The population that inhabits Great Bitten (one of many of the games silly puns) and beyond, be it good or bad are practically bursting with personality. They stand out for the background and while you may encounter hordes of similar enemies, their cutesy and interesting design aid in keeping the game from feeling stale at times, particularly with Bosses. The large titular figures often break up sections of the story and at times have an actual threatening presence, due to their large size and twisting of mechanics to defeat them. Again not groundbreaking by any means, but it certainly keeps you entertained and on your feet when an enormous, seemingly unbeatable creature comes thundering towards your minuscule fighter in a pinned area.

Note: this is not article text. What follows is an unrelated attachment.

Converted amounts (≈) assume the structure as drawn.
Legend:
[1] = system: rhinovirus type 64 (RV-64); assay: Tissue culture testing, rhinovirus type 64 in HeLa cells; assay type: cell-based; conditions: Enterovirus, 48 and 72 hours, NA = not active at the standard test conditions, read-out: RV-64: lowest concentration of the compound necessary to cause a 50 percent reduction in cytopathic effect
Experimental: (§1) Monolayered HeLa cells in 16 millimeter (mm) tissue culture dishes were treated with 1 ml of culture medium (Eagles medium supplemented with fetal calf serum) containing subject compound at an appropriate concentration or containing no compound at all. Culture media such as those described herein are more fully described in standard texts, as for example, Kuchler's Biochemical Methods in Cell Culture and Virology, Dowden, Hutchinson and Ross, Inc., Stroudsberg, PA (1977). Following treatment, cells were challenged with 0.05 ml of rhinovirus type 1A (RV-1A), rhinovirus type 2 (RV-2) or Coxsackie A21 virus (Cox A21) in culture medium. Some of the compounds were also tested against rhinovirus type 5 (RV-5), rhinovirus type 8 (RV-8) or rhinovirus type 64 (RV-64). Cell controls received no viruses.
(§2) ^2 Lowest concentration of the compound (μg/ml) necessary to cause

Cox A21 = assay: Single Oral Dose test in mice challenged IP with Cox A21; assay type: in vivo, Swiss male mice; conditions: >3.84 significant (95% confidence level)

The writing here also works both tremendously well as a strength and a somewhat hindrance against the game. When creating your character, there is several voice options available, each of which has its own quirk and a fully voiced script of dialogue for every single voice and the cast itself includes some big voice acting names such as Nolan North and Tara Strong, which adds a good bit of charm to the game, especially what feels like quite an a large amount of riffing being done by the actors. Numerous times throughout the game spoken lines are a lot longer than the words given in the dialogue box, really giving the impression they were having fun with their roles. However, that’s the problem, they never shut up.